Then, too, Nurse Halter denied Dr. Thomas' statement that she had stated during the first telephone conversation at 11:25 p.m. that Corso had a blood pressure of 100/60. She pointed out that she did not take Corso's
It should also be kept in mind that there was no reason why Dr. Thomas could not have gone to see and examine Corso who was only 10 minutes away. Dr. Thomas was not engaged in seeing another patient. He was at home and, indeed, came to the Hospital in quick order after being notified that Corso was in extremis, arriving after he had died.
Dr. Thomas further contends that the plaintiffs failed to establish the causal connection between Dr. Thomas' alleged negligence and Corso's death. We do not agree with this contention.
On this point, Circuit Judge Sobeloff in Hicks v. United States, 368 F.2d 626, 632 (4th Cir.1966) aptly stated:
Dr. Thomas' admission that he believed he might have helped Corso, might have revived Corso if he had been called at 12:05 a.m. and that lack of treatment by a physician increased Corso's danger of losing his life, together with Dr. Furie's testimony that Corso's chance for survival was linked to treatment and that shock must be promptly and effectively treated or it will become irreversible, are sufficient to justify a jury finding of a substantial possibility of survival which was destroyed by the failure of Dr. Thomas to examine, diagnose and treat Corso at any time after Corso arrived at the Emergency Room and was accepted by Dr. Thomas as his patient.
Dr. Thomas also contends that if it be assumed that he was negligent, there must exist not only a causal connection between the negligence complained of and the injury suffered, but further that the connection must be by a natural and unbroken sequence — without intervening efficient causes — so that but for the negligence of the defendant, the injury would not have occurred. The defendant's negligence must not only be a cause but must
From what we have already stated, the jury could have reasonably concluded that under the circumstances of this case that if Dr. Thomas had performed his duty to attend Corso personally shortly after he was telephoned at 11:30 p.m., Dr. Thomas might well have been able to have saved his life and that this negligent conduct was one of the direct and proximate causes of Corso's death, concurrent with the negligence of the nurses. As Judge Horney, for the Court, stated in Hillebrecht v. Stein, 245 Md. 93, 96, 225 A.2d 44, 46 (1966):
We see no error on the part of the trial judge in denying the motions of Dr. Thomas for a verdict in his favor and for a judgment n.o.v.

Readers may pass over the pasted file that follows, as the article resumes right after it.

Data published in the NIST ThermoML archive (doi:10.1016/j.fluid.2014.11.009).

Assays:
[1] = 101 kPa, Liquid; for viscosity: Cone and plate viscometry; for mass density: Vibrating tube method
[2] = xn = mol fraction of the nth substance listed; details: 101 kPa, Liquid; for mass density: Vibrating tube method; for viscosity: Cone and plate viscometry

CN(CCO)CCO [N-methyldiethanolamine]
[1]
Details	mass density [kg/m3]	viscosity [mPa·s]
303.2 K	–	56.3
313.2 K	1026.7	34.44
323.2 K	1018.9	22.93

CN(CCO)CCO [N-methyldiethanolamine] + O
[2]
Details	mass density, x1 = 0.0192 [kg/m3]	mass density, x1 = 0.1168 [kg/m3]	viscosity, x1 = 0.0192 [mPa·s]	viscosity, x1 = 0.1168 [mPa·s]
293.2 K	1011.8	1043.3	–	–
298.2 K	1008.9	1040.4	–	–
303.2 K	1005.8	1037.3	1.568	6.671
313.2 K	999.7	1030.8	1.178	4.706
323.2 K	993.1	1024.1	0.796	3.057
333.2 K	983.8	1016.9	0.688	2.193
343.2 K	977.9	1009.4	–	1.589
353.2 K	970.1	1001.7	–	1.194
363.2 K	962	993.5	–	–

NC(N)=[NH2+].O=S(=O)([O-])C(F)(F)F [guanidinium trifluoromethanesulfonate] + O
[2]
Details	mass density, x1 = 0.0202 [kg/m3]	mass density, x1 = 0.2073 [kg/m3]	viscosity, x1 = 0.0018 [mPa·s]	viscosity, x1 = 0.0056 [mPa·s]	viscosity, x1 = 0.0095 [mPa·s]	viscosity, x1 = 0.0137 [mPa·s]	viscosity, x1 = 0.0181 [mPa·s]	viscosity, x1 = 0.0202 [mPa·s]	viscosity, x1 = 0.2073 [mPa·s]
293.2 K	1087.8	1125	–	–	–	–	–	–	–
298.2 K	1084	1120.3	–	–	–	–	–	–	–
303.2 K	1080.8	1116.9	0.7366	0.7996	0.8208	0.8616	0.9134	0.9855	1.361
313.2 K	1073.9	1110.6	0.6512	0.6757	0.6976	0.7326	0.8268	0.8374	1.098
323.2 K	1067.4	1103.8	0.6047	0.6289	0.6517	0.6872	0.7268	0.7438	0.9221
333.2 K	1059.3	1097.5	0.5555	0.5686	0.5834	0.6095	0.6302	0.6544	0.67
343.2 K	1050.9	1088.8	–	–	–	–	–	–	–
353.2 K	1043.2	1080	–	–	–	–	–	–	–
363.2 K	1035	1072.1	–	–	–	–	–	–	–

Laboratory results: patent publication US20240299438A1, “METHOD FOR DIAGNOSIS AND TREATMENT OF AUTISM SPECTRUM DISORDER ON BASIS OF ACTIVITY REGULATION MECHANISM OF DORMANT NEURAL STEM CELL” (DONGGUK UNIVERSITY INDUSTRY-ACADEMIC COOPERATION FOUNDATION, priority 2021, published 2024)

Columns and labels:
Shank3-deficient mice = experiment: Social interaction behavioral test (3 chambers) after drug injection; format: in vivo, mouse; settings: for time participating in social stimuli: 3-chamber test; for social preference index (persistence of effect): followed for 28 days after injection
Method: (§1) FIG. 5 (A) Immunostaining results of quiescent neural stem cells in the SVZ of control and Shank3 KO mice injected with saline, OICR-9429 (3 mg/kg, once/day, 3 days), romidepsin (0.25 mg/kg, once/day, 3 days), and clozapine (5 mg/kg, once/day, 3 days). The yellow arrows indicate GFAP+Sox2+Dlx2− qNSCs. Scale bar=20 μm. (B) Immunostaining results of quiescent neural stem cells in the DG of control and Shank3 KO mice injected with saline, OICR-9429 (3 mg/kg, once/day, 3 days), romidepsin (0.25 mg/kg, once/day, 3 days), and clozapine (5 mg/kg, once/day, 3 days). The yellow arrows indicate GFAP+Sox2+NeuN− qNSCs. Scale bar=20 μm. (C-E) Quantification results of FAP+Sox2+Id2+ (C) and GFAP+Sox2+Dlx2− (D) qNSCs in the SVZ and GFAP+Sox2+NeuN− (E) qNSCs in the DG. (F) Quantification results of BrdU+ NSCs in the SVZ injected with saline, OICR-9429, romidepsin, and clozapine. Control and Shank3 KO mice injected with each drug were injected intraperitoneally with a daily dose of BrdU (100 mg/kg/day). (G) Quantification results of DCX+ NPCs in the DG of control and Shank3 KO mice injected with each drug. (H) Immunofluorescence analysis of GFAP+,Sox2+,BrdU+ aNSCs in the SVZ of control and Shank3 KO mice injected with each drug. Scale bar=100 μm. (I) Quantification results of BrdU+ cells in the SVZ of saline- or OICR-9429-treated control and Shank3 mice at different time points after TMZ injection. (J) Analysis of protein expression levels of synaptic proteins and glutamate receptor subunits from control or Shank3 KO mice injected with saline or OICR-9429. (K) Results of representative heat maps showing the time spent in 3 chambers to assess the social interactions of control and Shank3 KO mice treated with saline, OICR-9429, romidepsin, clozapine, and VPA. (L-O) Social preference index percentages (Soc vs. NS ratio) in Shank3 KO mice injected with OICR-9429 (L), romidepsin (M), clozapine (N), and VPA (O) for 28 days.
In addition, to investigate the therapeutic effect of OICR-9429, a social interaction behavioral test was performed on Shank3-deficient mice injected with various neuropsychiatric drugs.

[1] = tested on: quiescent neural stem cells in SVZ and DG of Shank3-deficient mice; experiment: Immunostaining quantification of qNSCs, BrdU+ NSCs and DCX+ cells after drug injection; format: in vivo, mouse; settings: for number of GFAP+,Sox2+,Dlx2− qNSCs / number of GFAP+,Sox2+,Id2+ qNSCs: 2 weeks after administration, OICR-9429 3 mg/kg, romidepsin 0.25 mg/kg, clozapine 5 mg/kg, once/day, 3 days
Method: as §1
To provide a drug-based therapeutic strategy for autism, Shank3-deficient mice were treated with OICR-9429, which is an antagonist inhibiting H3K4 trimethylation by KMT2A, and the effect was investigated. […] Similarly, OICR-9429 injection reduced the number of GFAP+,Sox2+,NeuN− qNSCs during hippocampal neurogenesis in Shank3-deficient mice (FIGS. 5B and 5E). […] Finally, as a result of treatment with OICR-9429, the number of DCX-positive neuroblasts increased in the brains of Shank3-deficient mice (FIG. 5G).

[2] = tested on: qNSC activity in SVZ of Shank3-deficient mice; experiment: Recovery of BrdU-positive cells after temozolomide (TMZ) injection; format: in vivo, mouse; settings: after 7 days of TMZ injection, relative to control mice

We now turn to the contention of the Hospital that the trial court erred in declining to grant its motion for a directed verdict and for a judgment n.o.v. We perceive no error.
At 12:05 a.m. the vital signs indicated that Corso was in shock. Nurse Halter stated this, as did Nurse Strawsburg. When Nurse Strawsburg was asked that, in view of symptoms of shock, did the thought ever occur to her to call the doctor, she replied, "I'm not saying the thought did not occur to me." The jury might well have rejected the rather lame excuses made by the nurses that they did not call Dr. Thomas because Corso had been given Demerol and had prior to admission to the Hospital consumed alcohol and they were waiting to see if he improved before calling the Doctor. The jury may well have thought that in view of the admittedly low blood pressure, the administration of the maximum dose of Demerol with the presence of some alcohol in the patient's blood stream — both depressants — these factors were added reasons to call the physician when the signs of shock were clearly present. Indeed, Nurse Nussbaum admitted that she heard Nurse Strawsburg say that she was concerned about Corso's blood pressure of 70/50.
Dr. Thomas made it clear in his testimony that he worked with the nurses as a team. He stated that it was standard hospital routine for the nurses to notify the physician of significant changes in vital signs and that
As we have already observed, Dr. Thomas testified that, in his opinion, he might have helped Corso and might have arrested the shock if he had been telephoned by the nurses at 12:05 a.m. and had been given Corso's vital signs at that time. He further stated, in effect, that the lack of treatment by a physician increased Corso's danger of losing his life. As mentioned, Dr. Furie testified that, in his opinion, Corso's chance for survival was linked to treatment and, further, that shock must be treated promptly and effectively as otherwise it becomes irreversible and death is likely to ensue. As mentioned, Dr. Thomas was obviously competent to testify in regard to the obligation of the nurses to telephone him at 12:05 a.m. and this was obviously the standard of care required of nurses in the locality involved and, indeed, the very Hospital which employed the nurses. The jury could find from the testimony that the Hospital was liable for the negligence of its nurses in their failure to telephone Dr. Thomas at 12:05 a.m. and report Corso's vital signs at that time. See Cooper v. National Motor Bearing Co., 136 Cal.App.2d 229, 288 P.2d 581, 51 A.L.R.2d 963 (1955) and the annotation following that case entitled, Nurses liability for her own negligence or malpractice, 51 A.L.R.2d 970, 972-73. One of the grounds for submitting the issue of the negligence of the nurse and, consequently of her employer, to the jury in Cooper was the failure of the nurse to refer the patient to a physician for diagnosis and treatment under the facts of that case.
The judgment against the Hospital having been less than $100,000 ($99,609.24), there is, of course, no claim for any possible limitation of damages pursuant to Code (1971 Repl. Vol.) Art. 43, § 556A. See Footnote 1 in Cotham and Maldonado v. Board of County Commissioners for Prince George's County, 260 Md. 556, 558-59, 273 A.2d 115, 116-17 (1971).